This week's Spectator - of which I've just seen an advance copy - includes an interview with Shadow Communities Affair minister, Paul Goodman MP. Mr Goodman is characterised as 'the shadow minister for militant Islam' by The Spectator's James Forsyth.
James (who recently wrote this for ConservativeHome) attacks Sayeeda Warsi in his article and suggests that David Cameron appointed Mr Goodman to balance her:
"Warsi’s rise makes Cameron’s ascent from freshman MP to leader in four years look almost sedate. In just two years she has gone from failed parliamentary candidate to being responsible for, perhaps, the most sensitive portfolio in opposition politics. Add in her history of making injudicious statements about anti-terror laws, talking to extremists, and Iraq — combined with some distinctly unCameroon views on homosexuality — and you have a pretty volatile cocktail. Especially as having staked his reputation on her judgment, Cameron cannot sack her."
Paul Goodman, the feature notes, has more Muslim constituents (9,000) than any other Tory MP. It records his recent complaints about "the West Midland police’s bizarre decision to refer a Channel 4 programme on Muslim extremism to Ofcom" and Hazel Blears decision to restart talks with the Muslim Council of Britain (two initiatives already covered on ConservativeHome - here and here).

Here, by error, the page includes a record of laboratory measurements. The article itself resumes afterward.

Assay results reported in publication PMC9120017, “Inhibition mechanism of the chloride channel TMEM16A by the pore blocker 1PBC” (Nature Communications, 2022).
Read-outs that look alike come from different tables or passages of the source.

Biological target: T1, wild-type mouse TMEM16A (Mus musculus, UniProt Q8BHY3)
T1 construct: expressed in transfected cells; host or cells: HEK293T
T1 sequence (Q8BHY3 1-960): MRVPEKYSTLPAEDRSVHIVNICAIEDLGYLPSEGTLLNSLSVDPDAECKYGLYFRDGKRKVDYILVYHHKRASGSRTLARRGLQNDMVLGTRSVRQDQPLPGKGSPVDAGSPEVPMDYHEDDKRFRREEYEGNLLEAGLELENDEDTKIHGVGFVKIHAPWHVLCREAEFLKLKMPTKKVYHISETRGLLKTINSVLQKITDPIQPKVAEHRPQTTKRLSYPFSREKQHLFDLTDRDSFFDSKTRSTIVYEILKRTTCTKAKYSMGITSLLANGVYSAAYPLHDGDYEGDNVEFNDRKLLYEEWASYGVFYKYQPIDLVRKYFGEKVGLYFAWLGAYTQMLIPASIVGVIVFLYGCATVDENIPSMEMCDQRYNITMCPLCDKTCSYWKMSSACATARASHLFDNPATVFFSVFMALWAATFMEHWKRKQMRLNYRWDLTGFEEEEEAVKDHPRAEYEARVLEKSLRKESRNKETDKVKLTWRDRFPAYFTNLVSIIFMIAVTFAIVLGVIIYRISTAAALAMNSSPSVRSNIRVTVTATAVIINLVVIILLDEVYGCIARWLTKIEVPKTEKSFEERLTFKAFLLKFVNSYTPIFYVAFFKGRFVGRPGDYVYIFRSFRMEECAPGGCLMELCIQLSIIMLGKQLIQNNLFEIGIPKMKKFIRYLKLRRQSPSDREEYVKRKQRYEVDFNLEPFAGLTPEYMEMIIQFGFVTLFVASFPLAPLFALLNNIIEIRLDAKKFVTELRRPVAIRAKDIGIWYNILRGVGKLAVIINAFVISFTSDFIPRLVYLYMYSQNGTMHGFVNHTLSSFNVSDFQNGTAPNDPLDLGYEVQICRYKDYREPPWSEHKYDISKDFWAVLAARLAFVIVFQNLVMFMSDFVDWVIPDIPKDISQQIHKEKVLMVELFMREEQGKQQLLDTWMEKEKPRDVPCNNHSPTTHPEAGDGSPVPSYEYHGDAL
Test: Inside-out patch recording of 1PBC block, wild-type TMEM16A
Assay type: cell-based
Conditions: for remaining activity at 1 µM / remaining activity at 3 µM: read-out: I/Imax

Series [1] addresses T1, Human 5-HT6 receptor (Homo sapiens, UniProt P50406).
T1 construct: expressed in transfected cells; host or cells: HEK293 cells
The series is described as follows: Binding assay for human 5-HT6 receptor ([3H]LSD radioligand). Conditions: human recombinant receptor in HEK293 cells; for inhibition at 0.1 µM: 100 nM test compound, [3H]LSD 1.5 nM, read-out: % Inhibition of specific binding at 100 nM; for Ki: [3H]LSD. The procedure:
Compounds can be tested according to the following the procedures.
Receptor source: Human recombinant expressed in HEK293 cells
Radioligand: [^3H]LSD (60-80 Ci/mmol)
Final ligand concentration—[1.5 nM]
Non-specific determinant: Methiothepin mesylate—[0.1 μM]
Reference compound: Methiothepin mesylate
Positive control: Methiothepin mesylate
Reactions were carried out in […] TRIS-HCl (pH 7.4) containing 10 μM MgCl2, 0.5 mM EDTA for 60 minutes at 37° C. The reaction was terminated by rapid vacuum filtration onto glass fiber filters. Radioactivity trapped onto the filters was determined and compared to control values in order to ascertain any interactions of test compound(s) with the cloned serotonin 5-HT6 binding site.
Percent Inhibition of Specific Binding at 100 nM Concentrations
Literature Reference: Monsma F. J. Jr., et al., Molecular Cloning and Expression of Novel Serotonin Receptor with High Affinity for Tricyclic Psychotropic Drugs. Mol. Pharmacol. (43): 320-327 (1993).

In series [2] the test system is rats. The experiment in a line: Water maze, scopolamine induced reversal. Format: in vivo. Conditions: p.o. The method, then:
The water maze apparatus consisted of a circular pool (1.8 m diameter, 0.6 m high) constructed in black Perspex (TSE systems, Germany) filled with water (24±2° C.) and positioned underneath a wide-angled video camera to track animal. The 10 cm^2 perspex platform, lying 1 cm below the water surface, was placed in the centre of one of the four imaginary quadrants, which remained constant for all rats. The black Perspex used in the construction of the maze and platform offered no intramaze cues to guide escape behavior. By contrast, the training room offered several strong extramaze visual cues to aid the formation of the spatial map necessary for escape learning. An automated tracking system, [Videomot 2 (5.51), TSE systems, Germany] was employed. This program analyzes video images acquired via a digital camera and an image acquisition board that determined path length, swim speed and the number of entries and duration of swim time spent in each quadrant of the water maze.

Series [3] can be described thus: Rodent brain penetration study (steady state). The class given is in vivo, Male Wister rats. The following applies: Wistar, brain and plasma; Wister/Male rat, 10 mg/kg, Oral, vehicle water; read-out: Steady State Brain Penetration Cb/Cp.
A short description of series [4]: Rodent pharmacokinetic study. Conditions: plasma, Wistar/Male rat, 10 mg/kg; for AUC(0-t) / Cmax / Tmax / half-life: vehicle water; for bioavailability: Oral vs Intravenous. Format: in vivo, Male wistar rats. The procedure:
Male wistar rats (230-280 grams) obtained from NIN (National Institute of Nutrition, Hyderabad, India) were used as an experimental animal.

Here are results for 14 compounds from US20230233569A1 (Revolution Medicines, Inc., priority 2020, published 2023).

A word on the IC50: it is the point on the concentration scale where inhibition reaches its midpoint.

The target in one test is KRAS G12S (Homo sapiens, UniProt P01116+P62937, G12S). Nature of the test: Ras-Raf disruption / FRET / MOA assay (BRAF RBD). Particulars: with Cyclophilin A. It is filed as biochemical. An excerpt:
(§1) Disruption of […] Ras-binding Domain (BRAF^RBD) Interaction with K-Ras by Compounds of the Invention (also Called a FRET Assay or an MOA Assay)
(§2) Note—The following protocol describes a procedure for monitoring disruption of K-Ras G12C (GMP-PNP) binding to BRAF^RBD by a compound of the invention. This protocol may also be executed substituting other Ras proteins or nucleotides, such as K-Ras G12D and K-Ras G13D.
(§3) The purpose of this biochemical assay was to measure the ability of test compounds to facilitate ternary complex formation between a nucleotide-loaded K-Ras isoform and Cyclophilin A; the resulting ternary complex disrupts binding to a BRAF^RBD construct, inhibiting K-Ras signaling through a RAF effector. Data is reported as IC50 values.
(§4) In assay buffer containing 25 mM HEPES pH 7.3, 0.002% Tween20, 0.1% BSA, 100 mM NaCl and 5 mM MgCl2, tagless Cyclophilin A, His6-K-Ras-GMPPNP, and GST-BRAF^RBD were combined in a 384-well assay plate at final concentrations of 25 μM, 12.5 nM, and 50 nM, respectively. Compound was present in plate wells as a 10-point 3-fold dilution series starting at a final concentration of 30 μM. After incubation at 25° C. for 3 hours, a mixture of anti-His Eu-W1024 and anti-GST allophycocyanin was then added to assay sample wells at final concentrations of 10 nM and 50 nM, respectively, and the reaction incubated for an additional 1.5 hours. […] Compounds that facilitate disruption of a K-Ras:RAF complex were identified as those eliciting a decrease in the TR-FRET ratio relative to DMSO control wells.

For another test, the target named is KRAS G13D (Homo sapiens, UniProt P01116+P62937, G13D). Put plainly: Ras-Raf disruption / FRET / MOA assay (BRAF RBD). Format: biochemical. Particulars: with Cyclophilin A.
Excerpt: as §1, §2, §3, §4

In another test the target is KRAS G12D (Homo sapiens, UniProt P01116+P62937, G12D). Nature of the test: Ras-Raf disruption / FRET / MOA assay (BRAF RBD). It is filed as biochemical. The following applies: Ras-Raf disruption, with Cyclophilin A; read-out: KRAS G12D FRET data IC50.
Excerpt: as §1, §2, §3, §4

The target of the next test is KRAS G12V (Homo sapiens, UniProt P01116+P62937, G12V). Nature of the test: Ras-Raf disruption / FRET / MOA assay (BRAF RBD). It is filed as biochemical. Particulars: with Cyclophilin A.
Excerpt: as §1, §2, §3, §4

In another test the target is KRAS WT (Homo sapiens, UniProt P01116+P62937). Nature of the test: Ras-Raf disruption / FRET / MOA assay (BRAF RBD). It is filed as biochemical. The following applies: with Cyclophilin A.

Goodman concedes that the Iraq and Afghanistan wars have contributed to the radicalisation of young Muslims but he refuses to agree that they are the main cause. James Forsyth writes:
"Separatism is the problem, according to Goodman. In the course of an hour-long conversation he mentions it no fewer than 17 times. The answer to this problem, he says, is to bolster moderate Muslims. It often is: never have so few been invoked by so many. But Goodman, who is a Jewish-born Roman Catholic and well versed in religion, can at least define what this platitude means. ‘Moderate Islam has as its core not wishing to see different people living under different law. Not wishing to see sharia incorporated into British law.’"
In the interview (not yet available online) Mr Goodman also supports the right of individual schools to ban the niqab and he professes sympathy for the idea of establishing a college to educate public policy actors about separatist extremism.
30 August update: The Spectator piece is now online.